42 - Positive Discipline Chapters 1 - 3

Post date: Dec 17, 2015 8:29:30 PM

Counselor Notes 42

December 4, 2015

Positive Discipline Chapters 1 - 3

For this school year, I had said that I wanted to delve into parenting using the books Positive Discipline by Jane Nelsen Ed.D. and How To Raise An Adult by Julie Lythcott-Haims.

For Counselor Notes #42, I am going to pass along some thoughts from the first three chapters of Positive Discipline. It would be a gross error to think that one newsletter is going to a great job covering three chapters of a book. So while I am passing along some highlights, I do hope it will create enough interest for parents to go out and get a copy of the book. (And read it! In one’s later years, it is a lot easier to find peace of mind if one feels they have been successful as a parent.)

Chapter 1: The Positive Approach

One of the more interesting things in this chapter is Dr. Nelsen assertion that kids growing up today are facing two changes that earlier generations did not face to the degree this one has. I found them interesting as I had not heard the differences in today’s children from earlier generations explained this way before and it makes some sense. The first is that “adults no longer give children an example or role model of submissiveness and obedience.” She also notes that this isn’t necessarily bad. Moms don’t have to be submissive to dads. As there has been progress towards equality of the sexes, so to has there been progress in equality among the races. (It is not my intention to get into a debate about how much room for improvement remains, just that things are better than they were say 50 years ago.)

The second factor Nelsen notes is that “in today’s society, children have fewer opportunities to learn responsibility and motivation. We no longer need children as important contributors to economic survival.”

Dr. Nelsen is big on the idea that to make a kid do better you don’t need to make them feel worse. Her four criteria of effective discipline (p. 16) are:

1. Is it kind and firm at the same time? (Respectful and encouraging

2. Does it help children feel a sense of belonging and significance? (Connection)

3. Is it effective long-term? (Punishment works in the short term, but has negative long term results.)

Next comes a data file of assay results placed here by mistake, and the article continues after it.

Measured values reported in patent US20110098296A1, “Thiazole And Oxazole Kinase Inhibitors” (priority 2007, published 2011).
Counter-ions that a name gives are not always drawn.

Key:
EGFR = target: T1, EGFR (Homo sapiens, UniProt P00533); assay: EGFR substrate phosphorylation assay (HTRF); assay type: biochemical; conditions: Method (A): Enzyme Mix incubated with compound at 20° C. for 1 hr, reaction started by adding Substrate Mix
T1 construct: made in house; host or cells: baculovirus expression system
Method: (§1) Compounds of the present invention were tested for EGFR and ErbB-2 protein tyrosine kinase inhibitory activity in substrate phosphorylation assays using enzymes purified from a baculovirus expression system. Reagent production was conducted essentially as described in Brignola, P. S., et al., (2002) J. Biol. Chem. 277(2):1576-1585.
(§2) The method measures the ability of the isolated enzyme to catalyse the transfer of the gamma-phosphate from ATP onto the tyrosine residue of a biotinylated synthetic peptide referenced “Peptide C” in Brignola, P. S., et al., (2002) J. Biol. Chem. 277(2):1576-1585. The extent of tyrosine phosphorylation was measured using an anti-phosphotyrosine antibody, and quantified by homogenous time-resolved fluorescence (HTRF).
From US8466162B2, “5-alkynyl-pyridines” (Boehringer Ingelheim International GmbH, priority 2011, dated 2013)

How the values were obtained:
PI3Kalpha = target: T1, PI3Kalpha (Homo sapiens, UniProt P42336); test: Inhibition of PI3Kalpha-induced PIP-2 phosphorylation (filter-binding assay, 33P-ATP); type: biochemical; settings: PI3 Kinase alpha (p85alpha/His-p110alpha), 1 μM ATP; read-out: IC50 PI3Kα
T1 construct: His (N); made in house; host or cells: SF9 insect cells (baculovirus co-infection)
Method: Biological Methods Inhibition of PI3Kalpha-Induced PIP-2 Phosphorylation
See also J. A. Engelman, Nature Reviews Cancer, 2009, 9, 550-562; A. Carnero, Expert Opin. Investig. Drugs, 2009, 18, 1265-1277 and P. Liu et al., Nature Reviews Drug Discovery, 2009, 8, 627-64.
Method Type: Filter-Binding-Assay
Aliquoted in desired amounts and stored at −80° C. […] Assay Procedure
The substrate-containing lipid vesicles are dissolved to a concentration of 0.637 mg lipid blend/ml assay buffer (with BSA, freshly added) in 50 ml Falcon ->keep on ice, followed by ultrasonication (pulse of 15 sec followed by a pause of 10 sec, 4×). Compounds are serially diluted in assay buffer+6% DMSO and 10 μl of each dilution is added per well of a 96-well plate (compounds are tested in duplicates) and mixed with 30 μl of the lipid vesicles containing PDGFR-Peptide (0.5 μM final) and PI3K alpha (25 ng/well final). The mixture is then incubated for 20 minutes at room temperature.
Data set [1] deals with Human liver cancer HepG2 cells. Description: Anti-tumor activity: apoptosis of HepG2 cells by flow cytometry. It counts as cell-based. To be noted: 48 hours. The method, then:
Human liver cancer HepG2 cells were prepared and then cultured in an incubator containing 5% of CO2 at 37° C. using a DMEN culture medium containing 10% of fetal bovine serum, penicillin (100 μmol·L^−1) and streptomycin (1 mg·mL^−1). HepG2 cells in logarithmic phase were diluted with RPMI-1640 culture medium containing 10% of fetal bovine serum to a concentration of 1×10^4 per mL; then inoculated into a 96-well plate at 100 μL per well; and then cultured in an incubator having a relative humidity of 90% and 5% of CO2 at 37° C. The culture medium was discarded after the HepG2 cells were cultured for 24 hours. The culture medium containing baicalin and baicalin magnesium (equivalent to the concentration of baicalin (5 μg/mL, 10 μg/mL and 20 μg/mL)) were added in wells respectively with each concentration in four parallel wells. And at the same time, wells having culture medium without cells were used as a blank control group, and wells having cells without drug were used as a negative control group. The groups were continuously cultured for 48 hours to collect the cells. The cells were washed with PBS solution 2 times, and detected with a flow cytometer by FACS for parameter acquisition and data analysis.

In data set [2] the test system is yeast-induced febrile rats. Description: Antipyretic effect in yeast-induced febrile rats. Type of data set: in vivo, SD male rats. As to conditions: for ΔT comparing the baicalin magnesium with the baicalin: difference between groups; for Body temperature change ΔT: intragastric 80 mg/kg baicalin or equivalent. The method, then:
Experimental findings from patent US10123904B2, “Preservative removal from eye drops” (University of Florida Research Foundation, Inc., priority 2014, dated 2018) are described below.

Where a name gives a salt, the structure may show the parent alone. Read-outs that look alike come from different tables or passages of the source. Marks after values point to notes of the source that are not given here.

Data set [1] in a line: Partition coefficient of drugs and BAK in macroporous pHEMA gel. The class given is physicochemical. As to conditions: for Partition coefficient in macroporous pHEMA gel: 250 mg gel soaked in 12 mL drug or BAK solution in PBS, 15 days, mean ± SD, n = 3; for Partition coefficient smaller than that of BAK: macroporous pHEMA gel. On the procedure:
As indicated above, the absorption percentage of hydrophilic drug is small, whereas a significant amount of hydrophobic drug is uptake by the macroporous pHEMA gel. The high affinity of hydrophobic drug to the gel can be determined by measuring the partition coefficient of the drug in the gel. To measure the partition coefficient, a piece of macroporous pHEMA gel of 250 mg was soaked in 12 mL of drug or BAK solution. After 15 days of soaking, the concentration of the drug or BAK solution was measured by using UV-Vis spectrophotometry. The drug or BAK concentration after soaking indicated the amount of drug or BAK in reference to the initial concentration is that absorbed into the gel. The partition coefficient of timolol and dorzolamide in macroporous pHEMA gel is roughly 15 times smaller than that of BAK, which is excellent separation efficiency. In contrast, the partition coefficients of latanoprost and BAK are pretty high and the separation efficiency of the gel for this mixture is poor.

4. Does it teach valuable social and life skills for good character?

Chapter 2: Some Simple Concepts

Four Steps for Winning Cooperation

1. Express understanding for the child’s feelings. Be sure to check with him or her to see if you are right.

2. Show empathy without condoning. Empathy does not mean you agree or condone. It simply means that you understand the child’s perception. A nice touch here is to share times when you felt or behaved similarly.

3. Share your feelings and perceptions. If the first two steps have been done in a sincere and friendly manner, the child will be ready to listen to you.

4. Invite the child to focus on a solution. Ask if he/she has any idea on what to do in the future to avoid the problem. If he doesn’t, offer some suggestions until you can reach an agreement.

A child’s primary goal is to belong and to feel significant.

A misbehaving child is a discouraged child.

Make sure that the message of love gets through.

Chapter 3: The Significance of Birth Order

This chapter focuses on the impact a child’s spot in the birth order has. The oldest child has a slightly different situation growing up than would the youngest. Only children face some different factors. In a family of three children, middle children have some unique factors impacting them. The impact of the birth order often is overlooks and it shouldn’t be. Those interested in reading more on this can get a great deal of information from this chapter. There are plenty of sources on the web regarding the influence of birth order on your child’s personality. Here are three:




The next issue of the notes will cover Chapters 4 through 6. It should be out before the winter break. In the mean time, those that want to learn more a little more about Positive Discipline may want to visit Dr. Nelsen’s web page may find it at: http://www.positivediscipline.com/

Doug Muha Ed.S.

School Counselor

Waverly Elementary School